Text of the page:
The Baobab (Ansonia) is the most iconic green symbol of the African savannah, it is a tree of enormous proportions of ephemeral flowers and fleshy fruits in different forms, with a furry shell. Baobabs are different from any other tree and seem to be planted backwards.
These magnificent and extraordinary trees are in danger. For a decade the African baobabs, especially the oldest, are dying. This is warned by a group of researchers in Nature plants, where climate change is the main reason.
A group of scientists from South Africa, Romania and the United States have discovered that the largest and oldest specimens of this species, some between 1,000 and 2,500 yearsold, have died in the last 12 years.A Baobab field, in Senegal, in a photo of 2004. They claim that the species is in danger. EFE
"It is very surprising to visit monumental Baobabs, with ages greater than one thousand or two thousand years, that seem to be in good health, and to find them after several years fallen to the ground and dead", explains the co-author of the study Adrian Patrut, of the Babes-Bolyai University of Romania.
"Statistically, it is virtually impossible for such a large number of old and large baobabs to die in such a short period of time due to natural causes," adds Patrut.
The study, which began in 2005, sought to date carbon these trees in continental Africa to determine their structure and age. Unlike other trees like sequoias or oaks, with baobabs it is not possible to date its antiquity simply by counting its growth rings; As the baobabs grow, their rings fade or clear.
However, when they arrived in Zimbabwe, Namibia, South Africa, Botswana and Zambia to analyse them they discovered that eight of the oldest 13 baobabs and five of the six largest had died or lost their older parts.
Among the dying baobabs are known trees that have become famous for their size or natural architecture, such as the Baobab Sunland, as well as the Sacred Baobab Panke, a giant tree in Namibia called Grootboom, and Botswana's Baobab Chapman.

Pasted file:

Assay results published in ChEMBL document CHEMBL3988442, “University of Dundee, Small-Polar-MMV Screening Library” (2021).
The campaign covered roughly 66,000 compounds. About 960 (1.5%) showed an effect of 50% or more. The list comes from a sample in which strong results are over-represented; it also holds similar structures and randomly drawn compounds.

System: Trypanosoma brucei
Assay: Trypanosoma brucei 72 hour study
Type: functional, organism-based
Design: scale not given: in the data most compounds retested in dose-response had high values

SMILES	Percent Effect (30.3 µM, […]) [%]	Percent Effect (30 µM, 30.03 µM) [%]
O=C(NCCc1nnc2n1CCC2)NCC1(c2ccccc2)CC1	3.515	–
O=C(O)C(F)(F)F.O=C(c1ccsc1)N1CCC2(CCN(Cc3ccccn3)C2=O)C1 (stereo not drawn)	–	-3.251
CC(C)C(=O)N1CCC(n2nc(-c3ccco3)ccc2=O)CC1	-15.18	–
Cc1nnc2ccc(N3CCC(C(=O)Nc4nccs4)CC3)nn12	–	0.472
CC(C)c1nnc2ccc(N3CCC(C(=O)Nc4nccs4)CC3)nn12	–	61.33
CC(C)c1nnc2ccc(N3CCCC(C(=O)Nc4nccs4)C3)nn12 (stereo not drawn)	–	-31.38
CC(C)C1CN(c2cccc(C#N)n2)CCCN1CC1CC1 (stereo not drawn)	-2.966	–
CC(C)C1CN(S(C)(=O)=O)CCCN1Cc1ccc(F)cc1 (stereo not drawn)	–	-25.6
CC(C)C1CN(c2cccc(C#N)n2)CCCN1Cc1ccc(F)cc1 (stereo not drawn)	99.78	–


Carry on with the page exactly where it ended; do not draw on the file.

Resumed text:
Patrut ensures that although it is a small set of data, the trend is alarming.A man rests in a hammock at the foot of a baobab in Senegal. They claim that these millennial trees are in danger. EFE
But what is most baffled to these scientists is that they have not yet been able to find an explanation for the death of some of these trees, considered among the oldest in the world.
Despite the mystery, scientists valued some theories that point more to human action than to the effects of pests, epidemics or other known plant diseases.
"We suspect that this is associated with increased temperature and drought, with significant changes in climate conditions affecting South Africa in particular," says Patrut.
In addition to these ancient trees, the team has also noticed that other large baobabs are dying at a very fast pace, particularly in areas where the climate is heating up faster.
However, this group of scientists recognizes that there is no clear evidence aboutthis. "More research is needed to support or refute this assumption," adds Patrut.
While more work needs to be done to definitively connect the dots between climate change and baobab mortality, another study published in Biological Conservation has already concluded that climate change will harm two of the three baobab species in Danger on the island of Madagascar.
Source: La Vanguardia